Tag Archives: 1715 Fleet

Red Kettle-donated gold shipwreck coin to be auctioned

13 Apr

A 300-year-old Spanish colonial gold coin recovered from a 1715 Plate Fleet shipwreck and donated during the Salvation Army’s 2016 Holiday Red Kettle campaign will be auctioned on May 3, 2017.

46

The Bogota cob 1 escudo recovered from the 1715 Fleet and donated to the Salvation Army in December of 2016.

The coin will appear as lot 46 in Daniel Frank Sedwick, LLC’s Treasure, World, U.S. Coin and Paper Money Auction #21, held May 3-4 online at auction.sedwickcoins.com. The lot is estimated at $2,000 to $3,000. The Salvation Army will receive the full final hammer price from the sale.

Also included with the coin is a letter on its provenance from Lt. Jonathan Needham, corps officer of the Salvation Army of Vero Beach, as well as the case the coin was donated in.

The gold escudo was anonymously handed to volunteer bell ringer Jim Bessey on Dec. 23, 2016 outside of a Sebastian, Fla. Walmart store. The donation made national news as one of the more interesting pieces given to the Salvation Army during the holiday season.

The donated coin was minted at the Spanish colonial mint in Bogota, Colombia sometime between 1700 and 1715 as a posthumous issue of King Charles II (1661-1700).

In 1715, the escudo, along with many others, was shipped aboard the 1715 Plate Fleet, one of the largest treasure fleets of its time. Several ships from the fleet sank during a storm off the east coast of Florida. Much of the treasure remained on the ocean floor until modern day salvage operations recovered many coins and artifacts, which are in demand on the collectibles market.

Bidders can register for the auction at auction.sedwickcoins.com. The auction catalog is available for ordering at www.sedwickcoins.com. For more details, please contact Daniel Frank Sedwick, LLC at office@sedwickcoins.com.

Gallery

What You Can’t Live Without in Treasure Auction #20 (part four)

8 Nov

We’re into the home stretch with only 4 days to go until the auction! We hope you have been bidding and will join us for the live portion.

Below are some of the most important artifacts in the auction, and while most of these items will come up at the end of the auction, it’s definitely a case of “last but not least.” Coins–as well as all shipwreck treasure–are our business, and you can be confident that we know what we’re talking about in our descriptions.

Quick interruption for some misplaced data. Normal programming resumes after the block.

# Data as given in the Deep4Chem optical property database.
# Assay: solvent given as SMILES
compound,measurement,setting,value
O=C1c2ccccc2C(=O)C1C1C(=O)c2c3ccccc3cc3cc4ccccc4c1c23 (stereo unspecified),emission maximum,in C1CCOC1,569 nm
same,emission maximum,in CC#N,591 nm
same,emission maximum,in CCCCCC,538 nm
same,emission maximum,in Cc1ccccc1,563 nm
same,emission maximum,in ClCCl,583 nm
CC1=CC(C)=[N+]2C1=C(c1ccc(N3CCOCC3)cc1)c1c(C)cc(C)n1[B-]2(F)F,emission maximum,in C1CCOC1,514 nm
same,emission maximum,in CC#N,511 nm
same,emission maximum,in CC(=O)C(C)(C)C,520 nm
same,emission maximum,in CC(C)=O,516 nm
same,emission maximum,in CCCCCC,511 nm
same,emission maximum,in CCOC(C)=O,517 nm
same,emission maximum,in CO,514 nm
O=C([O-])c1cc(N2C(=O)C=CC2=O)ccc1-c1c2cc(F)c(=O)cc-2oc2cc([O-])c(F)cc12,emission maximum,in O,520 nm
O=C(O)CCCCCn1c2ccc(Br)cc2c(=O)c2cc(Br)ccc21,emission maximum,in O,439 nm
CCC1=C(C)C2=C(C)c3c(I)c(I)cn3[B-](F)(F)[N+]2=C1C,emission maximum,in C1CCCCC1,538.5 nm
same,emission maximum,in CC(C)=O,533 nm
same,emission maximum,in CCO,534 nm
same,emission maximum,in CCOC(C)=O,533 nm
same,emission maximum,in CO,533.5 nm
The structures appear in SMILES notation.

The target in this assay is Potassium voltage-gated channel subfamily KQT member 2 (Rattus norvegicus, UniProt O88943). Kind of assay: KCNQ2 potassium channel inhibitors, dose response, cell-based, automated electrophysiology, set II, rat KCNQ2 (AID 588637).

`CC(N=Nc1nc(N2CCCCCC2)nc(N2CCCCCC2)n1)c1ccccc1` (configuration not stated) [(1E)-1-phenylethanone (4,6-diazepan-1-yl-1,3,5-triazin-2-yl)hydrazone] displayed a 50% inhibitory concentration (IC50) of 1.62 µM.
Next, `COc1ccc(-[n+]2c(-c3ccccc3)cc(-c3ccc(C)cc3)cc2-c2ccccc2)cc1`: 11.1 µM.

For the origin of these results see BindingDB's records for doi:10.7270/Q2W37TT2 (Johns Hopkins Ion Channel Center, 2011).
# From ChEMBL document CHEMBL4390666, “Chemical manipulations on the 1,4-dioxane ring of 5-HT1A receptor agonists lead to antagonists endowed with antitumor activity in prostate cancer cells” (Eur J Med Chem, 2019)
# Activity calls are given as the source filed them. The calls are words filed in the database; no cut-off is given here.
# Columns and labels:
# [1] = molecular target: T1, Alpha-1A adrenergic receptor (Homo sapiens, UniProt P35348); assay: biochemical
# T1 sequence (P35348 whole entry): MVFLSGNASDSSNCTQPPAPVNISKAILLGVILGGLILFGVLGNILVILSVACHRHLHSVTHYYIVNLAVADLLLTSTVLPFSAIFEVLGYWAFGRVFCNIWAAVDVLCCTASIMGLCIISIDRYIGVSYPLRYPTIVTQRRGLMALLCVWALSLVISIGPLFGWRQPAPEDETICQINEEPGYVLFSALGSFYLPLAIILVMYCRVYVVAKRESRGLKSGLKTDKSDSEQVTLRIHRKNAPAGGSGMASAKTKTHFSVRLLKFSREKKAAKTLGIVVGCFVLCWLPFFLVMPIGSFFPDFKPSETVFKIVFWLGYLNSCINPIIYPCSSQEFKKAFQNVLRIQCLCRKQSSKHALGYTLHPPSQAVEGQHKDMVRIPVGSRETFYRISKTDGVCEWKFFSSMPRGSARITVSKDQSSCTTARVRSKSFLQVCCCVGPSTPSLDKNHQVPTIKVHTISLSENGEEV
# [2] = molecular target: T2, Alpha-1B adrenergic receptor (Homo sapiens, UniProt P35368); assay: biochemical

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Lot 473, Sedwick Treasure Auction #20

Why have one coin when you can have several? The above is a large clump of 20+ Mexican cob 8 reales, two in front dated 1714. It’s a very impressive display that stands up well, also a very rare item these days and was recovered from the Spanish 1715 Fleet off the east coast of Florida.

 

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Lot 1636, Sedwick Treasure Auction #20

You could eat off the above plate today because it’s in such good condition. It’s marked with a tax stamp and LDo.IVo. / RAMYREZ under rim. More important, the underside of the rim bears most of a castles-and-lions circular tax stamp and a stamping in tiny letters that exactly matches lots 41-43 of the Christie’s 1988 Atocha auction, in which that mark was described as an “owner’s stamp.” It is clearly part of a set with this bigger basin; those three lots were only 8-7/8″ in diameter and described as “dinner plates.” They fetched some of the highest prices realized among the silver plates in that sale, upwards of $6000 hammer, but not even close to the price realized for the only large basin (like what we are offering here but slightly bigger), lot 47, which hammered at $22,000!

 

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Lot 1642, Sedwick Treasure Auction #20

The above is a complete gold plain-loop chain, 34.55 grams, from the “Tricentennial Treasure” find of 2015. There are hundreds of tiny plain links in a tight chain (easily kinked) that is remarkable for being unbroken and complete, eminently wearable and attractive despite its simplicity, also one of the first artifacts from the famous “Tricentennial Treasure” to be offered for sale. From the 1715 Fleet (Douglass Beach site).

 

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Lot 1654, Sedwick Treasure Auction #20

What’s an auction with out a cannon? The above Danish naval “4-pounder” bronze howitzer from the late 1700s  is  believed to have been from military and naval stores captured by the British during the Battle of Copenhagen in 1807. Sent to England, these items were used by English forces during the Napoleonic Wars and in America and Canada during the War of 1812. Some ended up in American service due to capture or purchase. The bronze barrel has a chambered bore (which most howitzers have), a designated area for the powder charge, turned decorations and cast with bronze pointing tiller cascabel ending on a rounded ball end. This cannon was made for use as a swivel gun but is now mounted on a mahogany naval deck carriage (complete and serviceable with working elevation screw and wheels) with correct brass and iron mounts and four wheels from the early 19th century (possibly exact replacements made later). The barrel is in excellent condition with minor surface wear and excellent light-brown patina.

Once again, we hope you all your bids are winning bids!

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